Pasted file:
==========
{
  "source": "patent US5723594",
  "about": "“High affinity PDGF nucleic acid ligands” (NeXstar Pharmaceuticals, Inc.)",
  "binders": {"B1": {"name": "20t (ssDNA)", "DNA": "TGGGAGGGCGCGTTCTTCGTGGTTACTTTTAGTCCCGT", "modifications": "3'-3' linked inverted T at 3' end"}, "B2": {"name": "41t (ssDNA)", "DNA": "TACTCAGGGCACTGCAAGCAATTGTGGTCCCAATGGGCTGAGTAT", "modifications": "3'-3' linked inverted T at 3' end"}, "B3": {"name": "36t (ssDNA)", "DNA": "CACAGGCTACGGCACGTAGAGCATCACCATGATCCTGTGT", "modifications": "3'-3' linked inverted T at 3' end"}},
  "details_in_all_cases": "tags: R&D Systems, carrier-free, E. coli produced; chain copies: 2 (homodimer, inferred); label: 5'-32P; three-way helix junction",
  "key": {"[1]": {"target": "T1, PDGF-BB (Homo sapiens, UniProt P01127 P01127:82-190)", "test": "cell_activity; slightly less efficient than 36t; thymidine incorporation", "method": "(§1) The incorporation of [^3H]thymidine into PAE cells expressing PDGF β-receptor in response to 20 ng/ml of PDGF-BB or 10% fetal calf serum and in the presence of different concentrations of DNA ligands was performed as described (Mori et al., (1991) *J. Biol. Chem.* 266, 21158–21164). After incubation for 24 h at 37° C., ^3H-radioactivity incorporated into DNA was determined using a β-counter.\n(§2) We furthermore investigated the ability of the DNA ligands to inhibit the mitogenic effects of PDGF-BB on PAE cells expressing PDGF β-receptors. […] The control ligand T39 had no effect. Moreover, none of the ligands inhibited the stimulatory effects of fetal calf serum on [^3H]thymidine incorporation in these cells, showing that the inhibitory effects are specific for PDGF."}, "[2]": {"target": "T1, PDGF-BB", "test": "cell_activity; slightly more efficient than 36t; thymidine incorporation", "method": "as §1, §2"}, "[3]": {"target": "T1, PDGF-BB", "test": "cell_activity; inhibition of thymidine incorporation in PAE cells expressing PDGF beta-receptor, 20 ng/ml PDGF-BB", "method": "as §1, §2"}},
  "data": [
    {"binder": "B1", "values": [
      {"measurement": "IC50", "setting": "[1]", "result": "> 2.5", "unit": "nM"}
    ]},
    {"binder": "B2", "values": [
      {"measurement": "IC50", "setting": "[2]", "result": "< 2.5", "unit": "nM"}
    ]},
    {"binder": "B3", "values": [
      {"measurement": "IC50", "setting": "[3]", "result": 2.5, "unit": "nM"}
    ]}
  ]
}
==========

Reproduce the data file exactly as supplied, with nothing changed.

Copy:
{
  "source": "patent US5723594",
  "about": "“High affinity PDGF nucleic acid ligands” (NeXstar Pharmaceuticals, Inc.)",
  "binders": {"B1": {"name": "20t (ssDNA)", "DNA": "TGGGAGGGCGCGTTCTTCGTGGTTACTTTTAGTCCCGT", "modifications": "3'-3' linked inverted T at 3' end"}, "B2": {"name": "41t (ssDNA)", "DNA": "TACTCAGGGCACTGCAAGCAATTGTGGTCCCAATGGGCTGAGTAT", "modifications": "3'-3' linked inverted T at 3' end"}, "B3": {"name": "36t (ssDNA)", "DNA": "CACAGGCTACGGCACGTAGAGCATCACCATGATCCTGTGT", "modifications": "3'-3' linked inverted T at 3' end"}},
  "details_in_all_cases": "tags: R&D Systems, carrier-free, E. coli produced; chain copies: 2 (homodimer, inferred); label: 5'-32P; three-way helix junction",
  "key": {"[1]": {"target": "T1, PDGF-BB (Homo sapiens, UniProt P01127 P01127:82-190)", "test": "cell_activity; slightly less efficient than 36t; thymidine incorporation", "method": "(§1) The incorporation of [^3H]thymidine into PAE cells expressing PDGF β-receptor in response to 20 ng/ml of PDGF-BB or 10% fetal calf serum and in the presence of different concentrations of DNA ligands was performed as described (Mori et al., (1991) *J. Biol. Chem.* 266, 21158–21164). After incubation for 24 h at 37° C., ^3H-radioactivity incorporated into DNA was determined using a β-counter.\n(§2) We furthermore investigated the ability of the DNA ligands to inhibit the mitogenic effects of PDGF-BB on PAE cells expressing PDGF β-receptors. […] The control ligand T39 had no effect. Moreover, none of the ligands inhibited the stimulatory effects of fetal calf serum on [^3H]thymidine incorporation in these cells, showing that the inhibitory effects are specific for PDGF."}, "[2]": {"target": "T1, PDGF-BB", "test": "cell_activity; slightly more efficient than 36t; thymidine incorporation", "method": "as §1, §2"}, "[3]": {"target": "T1, PDGF-BB", "test": "cell_activity; inhibition of thymidine incorporation in PAE cells expressing PDGF beta-receptor, 20 ng/ml PDGF-BB", "method": "as §1, §2"}},
  "data": [
    {"binder": "B1", "values": [
      {"measurement": "IC50", "setting": "[1]", "result": "> 2.5", "unit": "nM"}
    ]},
    {"binder": "B2", "values": [
      {"measurement": "IC50", "setting": "[2]", "result": "< 2.5", "unit": "nM"}
    ]},
    {"binder": "B3", "values": [
      {"measurement": "IC50", "setting": "[3]", "result": 2.5, "unit": "nM"}
    ]}
  ]
}